The Right Way to Haggle

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Markets are some of the best places to dig into the heart and soul of a destination, and who can resist the temptation of a bargain waiting to be found? Deep discounts aside, haggling can be an entertainment in its own right, but tread carefully. Protecting your budget and respecting local customs should go hand in hand.

Location, location, location

The more formal the venue, the more formal the transaction. You wouldn’t haggle in a store at home, so keep the bargaining out of brick-and-mortar establishments overseas. You should also be aware of local franchises. Just because a business lacks a presence in the United States doesn’t mean it’s a singular mom and pop shop, and a chain store will be even less inclined to negotiate. In fact, the employees there may not have the authority to offer you better bargains. You can ask to speak with a manager or owner when making a deal, but your safest bet is to confine your haggling to the marketplace.

Respect the vendor

Part of haggling’s appeal to Western travelers is its seeming exoticism. You could never walk into an American shop and choose your price. Most travelers choose to visit faraway destinations because they’re different from their homes, and many of them view the ability to haggle as a marker of that difference, or worse, as evidence of their vacation’s “authenticity.” Some destinations, however, wind up adopting the practice of haggling simply because rich, powerful Westerners expect it, and as a result, vendors there struggle to make a living.

Haggle with a fisherman, Flickr © stalkERR

Make an effort to learn something of the history and culture of your destination before arriving. If haggling is customary among locals, feel free to partake. After all, when in Rome, do as the Romans do. But if you have any reason to believe marketplace bargaining is a show put on for tourists, do the honorable thing and pay full price.

If you’re not able to figure out whether haggling is appropriate in advance, you can do so onsite. If you show interest in an item, but then say it’s too expensive for you to purchase, the salesperson may make you an offer. If he or she drops the price by as little as 2%, that opens the floor for negotiations and spares you the embarrassment of making a first offer on an item with a fixed price.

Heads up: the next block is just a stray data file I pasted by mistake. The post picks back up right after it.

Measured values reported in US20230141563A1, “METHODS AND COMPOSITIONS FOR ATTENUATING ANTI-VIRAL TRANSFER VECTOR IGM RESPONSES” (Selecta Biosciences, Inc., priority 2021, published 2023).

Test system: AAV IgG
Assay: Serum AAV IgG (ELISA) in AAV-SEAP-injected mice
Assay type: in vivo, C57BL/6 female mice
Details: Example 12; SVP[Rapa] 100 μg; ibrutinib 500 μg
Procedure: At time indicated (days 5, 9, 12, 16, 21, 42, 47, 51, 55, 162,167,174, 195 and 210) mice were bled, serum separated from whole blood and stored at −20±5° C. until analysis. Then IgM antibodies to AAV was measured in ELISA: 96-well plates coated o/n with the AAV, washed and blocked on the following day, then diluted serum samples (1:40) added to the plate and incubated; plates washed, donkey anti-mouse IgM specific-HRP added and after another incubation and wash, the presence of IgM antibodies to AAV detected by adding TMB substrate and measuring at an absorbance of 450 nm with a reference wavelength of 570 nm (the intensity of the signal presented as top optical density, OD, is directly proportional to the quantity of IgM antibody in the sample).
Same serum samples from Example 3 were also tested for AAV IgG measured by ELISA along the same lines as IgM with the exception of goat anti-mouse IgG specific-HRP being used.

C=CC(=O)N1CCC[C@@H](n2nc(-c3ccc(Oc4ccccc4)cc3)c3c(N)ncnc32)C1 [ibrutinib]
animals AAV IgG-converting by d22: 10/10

Consider the item’s true value

Before entering negotiations, know what you would be willing to pay for your chosen item at home. Don’t pay more or less than what that piece is worth to you. Be ready to walk away if the merchant won’t offer you a fair price, but also be prepared to pay a reasonable sum for your souvenir. Don’t disrespect the honest marketplace vendors out there by purposefully lowballing them. While many less than scrupulous shopkeepers do overcharge tourists, for some vendors, sales isn’t a sport – it’s their livelihood. Particularly in underdeveloped parts of the world, where the American dollar can go a long way, there’s no good reason for you to stretch an affordable bargain to an outrageous discount.

Know what you would be willing to pay for your chosen item, Flickr © Keturah Stickann

Bring backup

Overcome language barriers and the currency exchange in one fell swoop by carrying a pocket calculator during your marketplace wanderings.

Having a friend accompany you can also be a useful haggling tool. A travel companion can pretend to be bored and eager to return to the hotel or act concerned about the budget, and so spur a vendor to make a deal more quickly.

Finally, the best companion on any vacation is knowledge. If you’re looking for a specific type of souvenir, study up and impress salespeople with your smarts. If a merchant respects you as a consumer, you may get a better value.